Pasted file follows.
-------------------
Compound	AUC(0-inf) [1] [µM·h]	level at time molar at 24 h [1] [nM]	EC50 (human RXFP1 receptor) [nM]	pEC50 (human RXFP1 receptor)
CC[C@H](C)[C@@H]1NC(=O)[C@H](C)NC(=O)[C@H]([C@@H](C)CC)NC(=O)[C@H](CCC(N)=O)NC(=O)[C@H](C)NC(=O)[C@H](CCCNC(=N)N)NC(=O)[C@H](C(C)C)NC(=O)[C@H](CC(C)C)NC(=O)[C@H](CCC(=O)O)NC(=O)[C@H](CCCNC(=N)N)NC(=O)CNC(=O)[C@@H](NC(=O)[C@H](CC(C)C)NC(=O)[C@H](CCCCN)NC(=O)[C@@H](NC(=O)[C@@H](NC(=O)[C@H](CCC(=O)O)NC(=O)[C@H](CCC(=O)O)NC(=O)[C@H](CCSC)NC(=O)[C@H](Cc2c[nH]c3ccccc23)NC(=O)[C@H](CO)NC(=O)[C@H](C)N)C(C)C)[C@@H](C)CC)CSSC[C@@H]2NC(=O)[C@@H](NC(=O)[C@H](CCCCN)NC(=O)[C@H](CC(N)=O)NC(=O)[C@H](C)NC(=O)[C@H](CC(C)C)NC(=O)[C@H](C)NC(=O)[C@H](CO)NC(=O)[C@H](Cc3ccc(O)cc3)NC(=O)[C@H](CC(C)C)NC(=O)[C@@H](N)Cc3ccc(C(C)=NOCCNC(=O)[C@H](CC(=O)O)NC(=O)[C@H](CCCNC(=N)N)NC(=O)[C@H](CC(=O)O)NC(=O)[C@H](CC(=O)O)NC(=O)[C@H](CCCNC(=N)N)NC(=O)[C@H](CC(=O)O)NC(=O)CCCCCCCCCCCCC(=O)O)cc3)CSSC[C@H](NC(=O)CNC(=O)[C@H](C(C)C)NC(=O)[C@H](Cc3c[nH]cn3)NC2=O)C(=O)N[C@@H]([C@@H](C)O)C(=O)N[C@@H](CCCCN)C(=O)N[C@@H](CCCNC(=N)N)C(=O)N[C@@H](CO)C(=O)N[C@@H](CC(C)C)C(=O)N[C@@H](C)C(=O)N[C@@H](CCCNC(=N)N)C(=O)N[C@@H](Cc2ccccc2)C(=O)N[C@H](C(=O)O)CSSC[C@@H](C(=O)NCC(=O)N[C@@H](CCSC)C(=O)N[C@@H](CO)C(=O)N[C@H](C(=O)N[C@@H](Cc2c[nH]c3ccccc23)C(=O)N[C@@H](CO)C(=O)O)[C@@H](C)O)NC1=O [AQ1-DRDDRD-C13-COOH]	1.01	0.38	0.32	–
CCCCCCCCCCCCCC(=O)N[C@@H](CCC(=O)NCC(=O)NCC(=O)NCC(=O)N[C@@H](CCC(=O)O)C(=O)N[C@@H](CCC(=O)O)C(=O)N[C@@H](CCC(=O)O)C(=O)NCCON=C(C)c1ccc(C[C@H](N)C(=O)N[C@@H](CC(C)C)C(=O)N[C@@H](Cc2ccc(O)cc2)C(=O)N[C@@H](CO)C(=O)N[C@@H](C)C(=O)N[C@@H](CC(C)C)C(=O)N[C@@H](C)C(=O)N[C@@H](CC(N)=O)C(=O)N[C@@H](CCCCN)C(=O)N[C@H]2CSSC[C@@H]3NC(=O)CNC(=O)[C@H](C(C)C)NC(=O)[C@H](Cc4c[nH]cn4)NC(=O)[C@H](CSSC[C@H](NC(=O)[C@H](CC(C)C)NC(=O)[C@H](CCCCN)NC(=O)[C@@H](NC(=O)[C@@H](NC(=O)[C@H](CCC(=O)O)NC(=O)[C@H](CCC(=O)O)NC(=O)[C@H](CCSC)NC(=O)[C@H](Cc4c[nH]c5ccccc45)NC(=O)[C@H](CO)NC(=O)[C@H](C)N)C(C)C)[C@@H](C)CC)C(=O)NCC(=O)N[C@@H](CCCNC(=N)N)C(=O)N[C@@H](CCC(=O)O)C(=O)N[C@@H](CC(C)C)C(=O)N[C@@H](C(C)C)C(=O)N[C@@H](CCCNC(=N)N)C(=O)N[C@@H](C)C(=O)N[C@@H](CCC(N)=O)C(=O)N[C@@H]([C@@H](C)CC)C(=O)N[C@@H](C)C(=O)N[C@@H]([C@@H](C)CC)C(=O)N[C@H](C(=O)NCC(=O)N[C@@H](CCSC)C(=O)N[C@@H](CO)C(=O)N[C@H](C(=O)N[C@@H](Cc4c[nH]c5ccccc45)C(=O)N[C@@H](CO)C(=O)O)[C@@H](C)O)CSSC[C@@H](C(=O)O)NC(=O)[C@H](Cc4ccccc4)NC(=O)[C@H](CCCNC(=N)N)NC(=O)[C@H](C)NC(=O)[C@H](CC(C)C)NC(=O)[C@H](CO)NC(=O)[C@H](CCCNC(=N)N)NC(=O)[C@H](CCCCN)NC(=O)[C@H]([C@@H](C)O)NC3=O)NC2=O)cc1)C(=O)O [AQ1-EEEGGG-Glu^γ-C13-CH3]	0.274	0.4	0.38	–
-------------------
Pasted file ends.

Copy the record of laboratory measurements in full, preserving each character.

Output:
Compound	AUC(0-inf) [1] [µM·h]	level at time molar at 24 h [1] [nM]	EC50 (human RXFP1 receptor) [nM]	pEC50 (human RXFP1 receptor)
CC[C@H](C)[C@@H]1NC(=O)[C@H](C)NC(=O)[C@H]([C@@H](C)CC)NC(=O)[C@H](CCC(N)=O)NC(=O)[C@H](C)NC(=O)[C@H](CCCNC(=N)N)NC(=O)[C@H](C(C)C)NC(=O)[C@H](CC(C)C)NC(=O)[C@H](CCC(=O)O)NC(=O)[C@H](CCCNC(=N)N)NC(=O)CNC(=O)[C@@H](NC(=O)[C@H](CC(C)C)NC(=O)[C@H](CCCCN)NC(=O)[C@@H](NC(=O)[C@@H](NC(=O)[C@H](CCC(=O)O)NC(=O)[C@H](CCC(=O)O)NC(=O)[C@H](CCSC)NC(=O)[C@H](Cc2c[nH]c3ccccc23)NC(=O)[C@H](CO)NC(=O)[C@H](C)N)C(C)C)[C@@H](C)CC)CSSC[C@@H]2NC(=O)[C@@H](NC(=O)[C@H](CCCCN)NC(=O)[C@H](CC(N)=O)NC(=O)[C@H](C)NC(=O)[C@H](CC(C)C)NC(=O)[C@H](C)NC(=O)[C@H](CO)NC(=O)[C@H](Cc3ccc(O)cc3)NC(=O)[C@H](CC(C)C)NC(=O)[C@@H](N)Cc3ccc(C(C)=NOCCNC(=O)[C@H](CC(=O)O)NC(=O)[C@H](CCCNC(=N)N)NC(=O)[C@H](CC(=O)O)NC(=O)[C@H](CC(=O)O)NC(=O)[C@H](CCCNC(=N)N)NC(=O)[C@H](CC(=O)O)NC(=O)CCCCCCCCCCCCC(=O)O)cc3)CSSC[C@H](NC(=O)CNC(=O)[C@H](C(C)C)NC(=O)[C@H](Cc3c[nH]cn3)NC2=O)C(=O)N[C@@H]([C@@H](C)O)C(=O)N[C@@H](CCCCN)C(=O)N[C@@H](CCCNC(=N)N)C(=O)N[C@@H](CO)C(=O)N[C@@H](CC(C)C)C(=O)N[C@@H](C)C(=O)N[C@@H](CCCNC(=N)N)C(=O)N[C@@H](Cc2ccccc2)C(=O)N[C@H](C(=O)O)CSSC[C@@H](C(=O)NCC(=O)N[C@@H](CCSC)C(=O)N[C@@H](CO)C(=O)N[C@H](C(=O)N[C@@H](Cc2c[nH]c3ccccc23)C(=O)N[C@@H](CO)C(=O)O)[C@@H](C)O)NC1=O [AQ1-DRDDRD-C13-COOH]	1.01	0.38	0.32	–
CCCCCCCCCCCCCC(=O)N[C@@H](CCC(=O)NCC(=O)NCC(=O)NCC(=O)N[C@@H](CCC(=O)O)C(=O)N[C@@H](CCC(=O)O)C(=O)N[C@@H](CCC(=O)O)C(=O)NCCON=C(C)c1ccc(C[C@H](N)C(=O)N[C@@H](CC(C)C)C(=O)N[C@@H](Cc2ccc(O)cc2)C(=O)N[C@@H](CO)C(=O)N[C@@H](C)C(=O)N[C@@H](CC(C)C)C(=O)N[C@@H](C)C(=O)N[C@@H](CC(N)=O)C(=O)N[C@@H](CCCCN)C(=O)N[C@H]2CSSC[C@@H]3NC(=O)CNC(=O)[C@H](C(C)C)NC(=O)[C@H](Cc4c[nH]cn4)NC(=O)[C@H](CSSC[C@H](NC(=O)[C@H](CC(C)C)NC(=O)[C@H](CCCCN)NC(=O)[C@@H](NC(=O)[C@@H](NC(=O)[C@H](CCC(=O)O)NC(=O)[C@H](CCC(=O)O)NC(=O)[C@H](CCSC)NC(=O)[C@H](Cc4c[nH]c5ccccc45)NC(=O)[C@H](CO)NC(=O)[C@H](C)N)C(C)C)[C@@H](C)CC)C(=O)NCC(=O)N[C@@H](CCCNC(=N)N)C(=O)N[C@@H](CCC(=O)O)C(=O)N[C@@H](CC(C)C)C(=O)N[C@@H](C(C)C)C(=O)N[C@@H](CCCNC(=N)N)C(=O)N[C@@H](C)C(=O)N[C@@H](CCC(N)=O)C(=O)N[C@@H]([C@@H](C)CC)C(=O)N[C@@H](C)C(=O)N[C@@H]([C@@H](C)CC)C(=O)N[C@H](C(=O)NCC(=O)N[C@@H](CCSC)C(=O)N[C@@H](CO)C(=O)N[C@H](C(=O)N[C@@H](Cc4c[nH]c5ccccc45)C(=O)N[C@@H](CO)C(=O)O)[C@@H](C)O)CSSC[C@@H](C(=O)O)NC(=O)[C@H](Cc4ccccc4)NC(=O)[C@H](CCCNC(=N)N)NC(=O)[C@H](C)NC(=O)[C@H](CC(C)C)NC(=O)[C@H](CO)NC(=O)[C@H](CCCNC(=N)N)NC(=O)[C@H](CCCCN)NC(=O)[C@H]([C@@H](C)O)NC3=O)NC2=O)cc1)C(=O)O [AQ1-EEEGGG-Glu^γ-C13-CH3]	0.274	0.4	0.38	–